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FOURS (WITH ONE PIQUET PACK)
THIS game is sometimes played with a Whist pack, but it then often becomes extremely tedious. A Piquet pack is a Whist pack from which all the 2's, 3's, 4's, 5's, and 6's have been extracted and set aside. It therefore consists of 32 cards.
From such a pack deal out four cards in a row, face upwards — say, the 10 of diamonds, knave of hearts, 7 of clubs, 8 of clubs. As there are no two or more cards here of the same denomination, deal out four more cards on the top of the first four — say, the 10 of spades, king of clubs, 10 of clubs, king of spades. Move the 10 of clubs on to the 10 of spades, and the king of spades on to the king of clubs. Deal four more cards, one in each place — say, the knave of spades, knave of clubs, queen of diamonds, ace of spades; move the knave of clubs on to the knave of spades. Deal four more cards — say, 9 of spades, king of hearts, 8 of hearts, 8 of spades; move the 8 of spades on to the 8 of hearts.
Deal the ace of diamonds, king of diamonds, 7 of diamonds, queen of spades; here no card is moved, as all four are of different value.
Deal knave of diamonds, ace of clubs, 7 of spades, 7 of hearts; move the 7 of hearts on to the 7 of spades.
Deal 8 of diamonds, 10 of hearts, 9 of diamonds, queen of hearts. No card can be moved. Finally, deal 9 of hearts, ace of hearts, 9 of clubs, queen of clubs; move 9 of clubs on to 9 of hearts; this exposes the 9 of diamonds, which must be moved on to the 9 of clubs.
The object is to get together four cards of the same value (irrespective always of suit). As soon as this happens, the four cards are put out, and dealing is continued with those that remain. If you can thus get rid of all the cards, the game has been won. If not, you have failed.
You are allowed as many deals as you please, but you must never disarrange the order of the cards after you have once started. At the end of the first deal, as given above, lift packet 2 on to packet i (both face upward, and No. 1 being the packet on the extreme left); then lift packet 3 on to both these, and finally packet 4 on to the other three. Be careful to do all the lifting, throughout the game, in the same direction — from right to left.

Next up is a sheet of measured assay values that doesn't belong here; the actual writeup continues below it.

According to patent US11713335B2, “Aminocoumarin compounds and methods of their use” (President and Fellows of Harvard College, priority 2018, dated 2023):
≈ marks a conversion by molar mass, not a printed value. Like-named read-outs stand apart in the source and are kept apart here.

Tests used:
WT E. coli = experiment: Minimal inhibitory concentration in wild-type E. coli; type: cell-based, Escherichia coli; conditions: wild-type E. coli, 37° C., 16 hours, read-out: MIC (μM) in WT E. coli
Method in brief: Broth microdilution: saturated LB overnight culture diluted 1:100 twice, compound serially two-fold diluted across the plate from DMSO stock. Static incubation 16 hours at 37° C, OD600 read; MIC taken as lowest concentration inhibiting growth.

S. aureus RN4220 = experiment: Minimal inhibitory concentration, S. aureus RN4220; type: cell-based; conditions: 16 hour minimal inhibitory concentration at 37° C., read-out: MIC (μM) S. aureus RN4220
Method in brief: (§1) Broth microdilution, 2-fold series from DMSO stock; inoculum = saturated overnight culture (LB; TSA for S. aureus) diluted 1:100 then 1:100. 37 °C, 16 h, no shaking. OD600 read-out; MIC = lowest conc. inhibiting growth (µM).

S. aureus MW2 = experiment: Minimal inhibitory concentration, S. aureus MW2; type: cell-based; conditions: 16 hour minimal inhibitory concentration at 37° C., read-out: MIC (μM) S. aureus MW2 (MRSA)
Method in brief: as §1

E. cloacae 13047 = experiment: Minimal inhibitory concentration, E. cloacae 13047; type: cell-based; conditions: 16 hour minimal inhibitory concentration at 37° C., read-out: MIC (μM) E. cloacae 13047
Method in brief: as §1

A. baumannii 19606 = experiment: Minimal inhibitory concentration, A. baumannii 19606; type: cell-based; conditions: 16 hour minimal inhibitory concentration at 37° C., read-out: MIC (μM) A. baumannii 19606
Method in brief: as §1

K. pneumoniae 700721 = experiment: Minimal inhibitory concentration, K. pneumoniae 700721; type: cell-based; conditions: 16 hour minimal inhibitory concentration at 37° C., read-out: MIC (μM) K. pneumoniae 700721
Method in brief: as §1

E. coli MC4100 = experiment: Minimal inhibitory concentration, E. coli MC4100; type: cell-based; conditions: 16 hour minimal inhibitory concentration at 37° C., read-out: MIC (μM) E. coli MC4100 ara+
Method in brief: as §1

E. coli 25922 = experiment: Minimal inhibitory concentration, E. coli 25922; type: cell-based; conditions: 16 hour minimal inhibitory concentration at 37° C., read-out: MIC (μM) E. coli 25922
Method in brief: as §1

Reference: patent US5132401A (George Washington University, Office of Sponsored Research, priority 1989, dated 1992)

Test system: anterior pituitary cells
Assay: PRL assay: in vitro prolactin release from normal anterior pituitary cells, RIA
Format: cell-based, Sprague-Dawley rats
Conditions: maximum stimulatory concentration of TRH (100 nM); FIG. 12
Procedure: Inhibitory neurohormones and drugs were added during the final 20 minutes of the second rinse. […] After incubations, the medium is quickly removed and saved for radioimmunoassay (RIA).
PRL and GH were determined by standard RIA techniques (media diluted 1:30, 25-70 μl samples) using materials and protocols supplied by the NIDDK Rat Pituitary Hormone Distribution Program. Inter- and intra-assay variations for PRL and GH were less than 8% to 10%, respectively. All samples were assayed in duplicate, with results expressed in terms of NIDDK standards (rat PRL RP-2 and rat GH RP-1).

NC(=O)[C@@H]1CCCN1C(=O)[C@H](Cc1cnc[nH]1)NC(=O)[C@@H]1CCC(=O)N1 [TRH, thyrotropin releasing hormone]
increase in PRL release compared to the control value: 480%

Now turn the cards face downwards, and begin to deal again from the top. The first row of four cards will be 10 of diamonds, 10 of spades, 10 of clubs, knave of spades. Move 10 of spades on to 10 of diamonds, and 10 of clubs on to 10 of spades. The next four cards will be knave of clubs, 9 of spades, ace of diamonds, knave of diamonds the two middle cards are dealt into the vacant spaces. Move knave of diamonds on to knave of clubs. This exposes knave of spades, which is moved on to the knave of diamonds. Proceed thus, at the end of the second deal you will find that the four 7's and the four queens go out:
FOURS (in progress).
Three aces are on top of packet 1, three kings on top of packet 2, and three 8's on top of packet 3. The place of packet 4 is vacant.
Gather up the packets as before, and deal for the third time, when it will be found that all the cards go out — first the knaves, then the 9's, kings, aces, 10's, and 8's, in succession.
It is not a difficult game, but it does not always succeed, as might be imagined. Suppose your last twelve cards, in order from the top, had been three aces, two 10's, four 8's, two 10's, and the fourth ace, you can satisfy yourself by trial that no amount of dealing would ever have cleared these cards off. They would repeat again and again in similar order, like a recurring decimal.